McKee v. Peoria Unified School District (12/2/2014)

January 5, 2015

Arizona Court of Appeals Division One holds that the promptness of a response to a public records request must be made in the context of the entire request rather than individual documents listed in the request.

Facing employment termination proceedings after the drowning death of a student under his supervision, Timothy McKee filed a public records request with Peoria Unified School District seeking documents related to the drowning incident and the subsequent investigation.  Unsatisfied with the timeliness of the production of documents, McKee filed suit.  The trial court ruled that the District was not sufficiently prompt in responding to the public records request.  Having determined that McKee substantially prevailed in his suit, the trial court awarded McKee $67,500 in attorneys’ fees pursuant to A.R.S. § 39-121.02(B).  The District timely appealed.

The Court of Appeals reversed and vacated the award of attorneys’ fees.  The promptness requirement for responses to public records requests applies to an entire request.  McKee had requested six categories of documents, and although some categories were readily available, the District had no obligation to produce the readily available documents while continuing to gather documents for the remainder of the request.  The District began a rolling production of documents 16 business days after receiving the request, and completed the disclosure within 24 business days.  This time frame satisfies the promptness requirement.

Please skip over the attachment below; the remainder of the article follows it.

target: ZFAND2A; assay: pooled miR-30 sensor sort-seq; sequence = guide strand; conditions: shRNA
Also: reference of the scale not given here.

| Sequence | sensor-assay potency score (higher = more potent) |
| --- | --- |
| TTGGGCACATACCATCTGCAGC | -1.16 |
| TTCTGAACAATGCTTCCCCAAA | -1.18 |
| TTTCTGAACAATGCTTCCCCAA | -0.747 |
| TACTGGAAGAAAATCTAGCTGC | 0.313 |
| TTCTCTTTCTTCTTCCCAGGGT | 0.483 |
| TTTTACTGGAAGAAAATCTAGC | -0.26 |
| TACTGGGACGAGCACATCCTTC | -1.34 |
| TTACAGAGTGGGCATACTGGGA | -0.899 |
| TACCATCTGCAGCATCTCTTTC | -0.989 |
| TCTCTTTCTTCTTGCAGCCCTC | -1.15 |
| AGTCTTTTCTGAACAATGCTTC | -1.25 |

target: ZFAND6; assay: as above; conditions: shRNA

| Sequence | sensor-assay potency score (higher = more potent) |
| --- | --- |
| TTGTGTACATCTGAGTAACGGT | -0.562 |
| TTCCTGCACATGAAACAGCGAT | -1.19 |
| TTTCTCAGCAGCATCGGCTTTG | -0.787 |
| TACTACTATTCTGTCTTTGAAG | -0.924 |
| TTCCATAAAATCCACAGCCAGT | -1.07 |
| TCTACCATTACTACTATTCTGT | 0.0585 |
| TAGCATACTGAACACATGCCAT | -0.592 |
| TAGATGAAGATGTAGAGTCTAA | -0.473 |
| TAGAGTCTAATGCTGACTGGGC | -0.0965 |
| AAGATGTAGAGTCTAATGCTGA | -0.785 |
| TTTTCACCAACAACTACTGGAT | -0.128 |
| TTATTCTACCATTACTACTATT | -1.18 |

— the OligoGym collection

The Court of Appeals also held that the trial court erred in treating a handwritten list of student contact information as a District document.  The list, passed among students who witnessed the drowning incident and containing the contact information of the witnesses, was created as part of the police investigation.  In fact, McKee knew that the police had a copy of the log before requesting it from the District.  Because the log was a police document, the District was not the custodian and therefore had no obligation to produce a copy in response to a public records request.

Judge Cattani authored the opinion; Presiding Judge Thompson and Judge Kessler concurred.